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Reactive Spring 5: WebFlux & Reactor

Reactive Spring 5: WebFlux & Reactor

Filip Maelbrancke

October 24, 2018
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  1. Spring 5 & Reactive systems
    Project Reactor

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  2. Reactive Programming
    what is it?

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  3. Imperative programming
    expression is evaluated once
    value is assigned to a variable
    Reactive programming
    is all about responding to value changes

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  4. Reactive programming
    Who has done it?

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  5. You have probably done some reactive programming,
    even if you didn’t realise it at that time:
    - Defining cell values in spreadsheets is similar to
    defining variables in imperative programming
    - Defining cell expressions in spreadsheets is similar
    to defining and operating on reactive types
    Reactive programming

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  6. Previous example in spreadsheet:
    - assign cell B1 with value of 2
    - assign cell B2 with value of 3
    - assign cell B3 with an expression that
    multiplies B1 value with B2 value
    - when value of either referenced
    component in the expression changes ->
    expression is re-evaluated automagically
    in B3

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  7. Spring 5
    WebFlux

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  8. Spring 5
    Embraced different perspective on modern day
    web architecture

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  9. Spring 5
    Embraced different perspective on modern day
    web architecture
    Spring WebFlux = parallel web architecture next to the servlet-based Spring MVC

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  10. Non-Blocking
    Event

    Queue
    IO

    Calls
    Schedule
    Schedule
    Callback
    Callback
    Request
    Response
    EVENT

    LOOP

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  11. Load test
    milliseconds (95th percentile)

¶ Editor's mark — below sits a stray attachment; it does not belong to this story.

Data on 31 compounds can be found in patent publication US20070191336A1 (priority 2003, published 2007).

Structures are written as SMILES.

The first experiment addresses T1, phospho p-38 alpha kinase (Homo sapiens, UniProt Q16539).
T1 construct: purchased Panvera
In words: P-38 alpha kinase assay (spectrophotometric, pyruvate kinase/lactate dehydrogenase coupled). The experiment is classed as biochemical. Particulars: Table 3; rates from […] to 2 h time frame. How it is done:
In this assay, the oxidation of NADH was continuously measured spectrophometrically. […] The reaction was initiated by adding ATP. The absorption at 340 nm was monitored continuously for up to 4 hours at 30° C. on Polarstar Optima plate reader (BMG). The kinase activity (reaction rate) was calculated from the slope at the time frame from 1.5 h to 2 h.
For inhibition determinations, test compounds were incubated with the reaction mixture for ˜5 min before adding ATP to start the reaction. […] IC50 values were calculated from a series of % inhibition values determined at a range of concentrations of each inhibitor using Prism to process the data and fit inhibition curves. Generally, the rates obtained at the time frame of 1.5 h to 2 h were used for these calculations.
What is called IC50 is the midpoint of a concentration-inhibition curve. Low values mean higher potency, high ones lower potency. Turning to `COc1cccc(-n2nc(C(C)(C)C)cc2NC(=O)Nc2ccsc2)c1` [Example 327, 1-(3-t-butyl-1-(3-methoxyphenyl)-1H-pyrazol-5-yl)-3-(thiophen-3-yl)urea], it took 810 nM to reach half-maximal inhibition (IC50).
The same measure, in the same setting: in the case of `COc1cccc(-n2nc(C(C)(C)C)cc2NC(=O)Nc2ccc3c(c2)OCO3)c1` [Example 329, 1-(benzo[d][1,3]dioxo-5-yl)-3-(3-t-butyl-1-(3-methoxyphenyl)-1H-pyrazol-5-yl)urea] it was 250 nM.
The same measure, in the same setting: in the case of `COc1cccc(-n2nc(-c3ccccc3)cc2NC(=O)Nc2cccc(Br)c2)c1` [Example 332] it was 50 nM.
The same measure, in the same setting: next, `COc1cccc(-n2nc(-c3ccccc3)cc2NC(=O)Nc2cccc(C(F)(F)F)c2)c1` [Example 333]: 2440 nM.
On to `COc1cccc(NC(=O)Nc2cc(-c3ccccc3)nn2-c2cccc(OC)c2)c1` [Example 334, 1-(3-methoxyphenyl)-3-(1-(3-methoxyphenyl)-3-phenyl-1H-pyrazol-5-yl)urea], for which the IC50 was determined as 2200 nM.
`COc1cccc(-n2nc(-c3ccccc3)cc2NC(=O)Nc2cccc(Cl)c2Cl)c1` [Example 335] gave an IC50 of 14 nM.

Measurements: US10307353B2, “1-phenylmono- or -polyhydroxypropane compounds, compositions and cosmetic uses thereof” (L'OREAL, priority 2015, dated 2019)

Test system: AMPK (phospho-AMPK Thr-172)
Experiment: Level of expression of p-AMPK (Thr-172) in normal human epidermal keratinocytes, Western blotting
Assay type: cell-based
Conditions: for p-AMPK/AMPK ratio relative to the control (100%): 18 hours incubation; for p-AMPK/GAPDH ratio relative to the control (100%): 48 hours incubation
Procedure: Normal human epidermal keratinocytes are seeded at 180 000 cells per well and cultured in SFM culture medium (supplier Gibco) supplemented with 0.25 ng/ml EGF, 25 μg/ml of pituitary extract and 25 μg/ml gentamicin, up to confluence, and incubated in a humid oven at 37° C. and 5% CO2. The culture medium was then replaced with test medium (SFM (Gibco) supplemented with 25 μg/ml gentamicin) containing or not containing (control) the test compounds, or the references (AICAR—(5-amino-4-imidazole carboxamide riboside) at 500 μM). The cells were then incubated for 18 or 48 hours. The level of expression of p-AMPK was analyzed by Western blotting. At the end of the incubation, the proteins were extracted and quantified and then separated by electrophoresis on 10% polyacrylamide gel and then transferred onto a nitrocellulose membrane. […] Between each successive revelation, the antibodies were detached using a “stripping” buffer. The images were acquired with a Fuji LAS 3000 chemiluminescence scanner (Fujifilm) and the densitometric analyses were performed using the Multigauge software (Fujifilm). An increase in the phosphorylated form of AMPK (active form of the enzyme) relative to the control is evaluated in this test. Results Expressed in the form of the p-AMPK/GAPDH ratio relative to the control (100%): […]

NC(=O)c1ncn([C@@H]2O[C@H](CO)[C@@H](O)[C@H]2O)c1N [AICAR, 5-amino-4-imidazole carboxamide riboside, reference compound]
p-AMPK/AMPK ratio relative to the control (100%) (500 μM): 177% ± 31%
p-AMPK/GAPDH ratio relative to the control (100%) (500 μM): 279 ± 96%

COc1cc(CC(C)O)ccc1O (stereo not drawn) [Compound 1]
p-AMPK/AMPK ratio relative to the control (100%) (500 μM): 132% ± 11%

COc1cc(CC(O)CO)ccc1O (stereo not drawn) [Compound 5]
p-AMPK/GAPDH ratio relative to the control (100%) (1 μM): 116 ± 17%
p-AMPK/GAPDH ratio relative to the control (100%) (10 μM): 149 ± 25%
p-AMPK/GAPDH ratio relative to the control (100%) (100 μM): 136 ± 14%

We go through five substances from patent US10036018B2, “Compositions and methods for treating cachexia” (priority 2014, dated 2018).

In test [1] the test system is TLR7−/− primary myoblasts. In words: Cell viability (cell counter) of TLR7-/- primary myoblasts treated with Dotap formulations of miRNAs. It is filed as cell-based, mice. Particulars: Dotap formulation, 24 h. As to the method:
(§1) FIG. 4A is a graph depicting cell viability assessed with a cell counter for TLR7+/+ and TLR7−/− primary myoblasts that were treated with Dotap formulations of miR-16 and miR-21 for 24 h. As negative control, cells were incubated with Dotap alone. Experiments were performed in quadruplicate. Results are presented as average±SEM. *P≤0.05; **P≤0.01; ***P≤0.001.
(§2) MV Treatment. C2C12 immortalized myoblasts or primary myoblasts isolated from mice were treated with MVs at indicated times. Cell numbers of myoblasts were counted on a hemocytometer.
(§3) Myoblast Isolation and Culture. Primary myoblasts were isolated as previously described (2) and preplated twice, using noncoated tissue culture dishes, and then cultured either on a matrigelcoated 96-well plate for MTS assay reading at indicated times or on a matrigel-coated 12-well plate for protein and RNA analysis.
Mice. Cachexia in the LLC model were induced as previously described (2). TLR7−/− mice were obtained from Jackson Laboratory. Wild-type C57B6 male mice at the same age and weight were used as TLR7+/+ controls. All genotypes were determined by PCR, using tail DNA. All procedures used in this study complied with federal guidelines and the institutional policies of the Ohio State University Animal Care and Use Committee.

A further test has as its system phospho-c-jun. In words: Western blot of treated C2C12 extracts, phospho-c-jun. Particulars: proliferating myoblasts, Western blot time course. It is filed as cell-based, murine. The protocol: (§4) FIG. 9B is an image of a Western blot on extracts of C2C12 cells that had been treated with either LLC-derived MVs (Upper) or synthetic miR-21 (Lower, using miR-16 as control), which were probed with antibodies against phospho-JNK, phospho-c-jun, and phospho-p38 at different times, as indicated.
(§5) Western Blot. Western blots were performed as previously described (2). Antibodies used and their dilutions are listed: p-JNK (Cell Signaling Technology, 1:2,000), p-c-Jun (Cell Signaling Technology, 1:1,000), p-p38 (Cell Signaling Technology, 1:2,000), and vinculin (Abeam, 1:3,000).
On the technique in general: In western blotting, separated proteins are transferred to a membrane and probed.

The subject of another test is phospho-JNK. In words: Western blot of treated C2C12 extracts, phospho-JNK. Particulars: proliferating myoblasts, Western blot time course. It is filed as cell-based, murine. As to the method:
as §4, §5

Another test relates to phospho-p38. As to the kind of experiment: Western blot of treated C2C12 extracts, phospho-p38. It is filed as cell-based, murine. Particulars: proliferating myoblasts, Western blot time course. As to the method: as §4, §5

0
    500
    1000
    1500
    2000
    2500
    3000
    3500
    4000
    Concurrent users
    1 10 100 200 500 1000 2000
    Synchronous Reactive
    (500ms backend service)

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  12. Load test
    requests served per second (parallellism : 100)
    0
    25
    50
    75
    100
    1 8 32 96 768
    Blocking WebFlux (Reactive)

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  13. Project Reactor
    history

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  14. Dutch computer scientist
    Erik Meijer
    @Microsoft: C#, LINQ
    Reactive Extensions (RX)
    Currently Director Of Engineering
    @ Facebook
    Bearer of extremely cool tie-dyed
    shirts
    reactivex.io

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  15. Reactive Manifesto

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  16. Reactive Manifesto
    Responsive

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  17. Reactive Manifesto
    Responsive
    Resilient

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  18. Reactive Manifesto
    Responsive
    Resilient
    Elastic

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  19. Reactive Manifesto
    Responsive
    Resilient
    Elastic
    Message Driven

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  20. Reactive Manifesto
    To be reactive, according to The
    Reactive Manifesto, you have to be
    Responsive, Resilient, Elastic, and
    Message Driven.
    The last criteria in this list caused big movement into the asynchronous way of
    communications.

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  21. Reactive Streams

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  22. rxjava 1.x
    rx
    reactive streams commons
    rxjava 2.x
    reactive streams
    akka
    reactor 2.x
    reactor 3.x
    spring

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  23. Reactive Streams

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  24. Reactive Streams

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  25. Reactive Streams

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  26. Reactive Streams
    standard for asynchronous stream
    processing with non-blocking back
    pressure

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  27. Goal of Reactive Streams
    exchange of data across
    an asynchronous boundary
    while ensuring that the receiving side is not forced to buffer arbitrary amounts of data